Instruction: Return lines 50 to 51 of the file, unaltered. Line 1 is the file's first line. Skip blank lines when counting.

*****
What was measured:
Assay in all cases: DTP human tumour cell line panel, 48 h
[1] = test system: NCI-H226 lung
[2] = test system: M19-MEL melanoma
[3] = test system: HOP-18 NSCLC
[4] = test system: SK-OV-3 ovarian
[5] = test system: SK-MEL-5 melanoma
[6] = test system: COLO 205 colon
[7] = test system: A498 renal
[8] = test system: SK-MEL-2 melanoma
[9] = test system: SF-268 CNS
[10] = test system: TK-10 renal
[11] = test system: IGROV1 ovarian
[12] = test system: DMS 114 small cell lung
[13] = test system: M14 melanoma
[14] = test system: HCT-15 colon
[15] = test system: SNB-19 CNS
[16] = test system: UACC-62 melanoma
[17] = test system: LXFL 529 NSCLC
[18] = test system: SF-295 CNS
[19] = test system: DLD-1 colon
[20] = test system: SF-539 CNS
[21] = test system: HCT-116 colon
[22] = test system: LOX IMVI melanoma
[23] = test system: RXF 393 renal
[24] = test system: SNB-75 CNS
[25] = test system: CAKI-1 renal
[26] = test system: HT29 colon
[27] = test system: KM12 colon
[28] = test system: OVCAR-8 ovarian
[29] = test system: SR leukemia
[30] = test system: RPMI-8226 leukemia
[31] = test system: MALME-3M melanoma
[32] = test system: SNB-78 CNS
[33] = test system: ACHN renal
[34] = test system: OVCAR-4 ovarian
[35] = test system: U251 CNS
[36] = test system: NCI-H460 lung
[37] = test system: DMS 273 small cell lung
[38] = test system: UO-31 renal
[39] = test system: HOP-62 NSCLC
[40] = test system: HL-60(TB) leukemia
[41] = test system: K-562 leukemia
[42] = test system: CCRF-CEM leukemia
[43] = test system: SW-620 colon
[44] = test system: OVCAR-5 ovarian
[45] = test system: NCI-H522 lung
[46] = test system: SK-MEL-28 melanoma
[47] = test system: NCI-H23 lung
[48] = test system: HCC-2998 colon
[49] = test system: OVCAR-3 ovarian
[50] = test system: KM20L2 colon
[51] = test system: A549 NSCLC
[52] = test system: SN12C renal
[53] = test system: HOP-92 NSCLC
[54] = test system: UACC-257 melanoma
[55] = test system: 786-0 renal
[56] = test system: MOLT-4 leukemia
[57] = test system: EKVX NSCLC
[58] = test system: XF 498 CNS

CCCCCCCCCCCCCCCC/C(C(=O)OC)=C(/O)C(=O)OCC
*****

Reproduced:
[48] = test system: HCC-2998 colon
[49] = test system: OVCAR-3 ovarian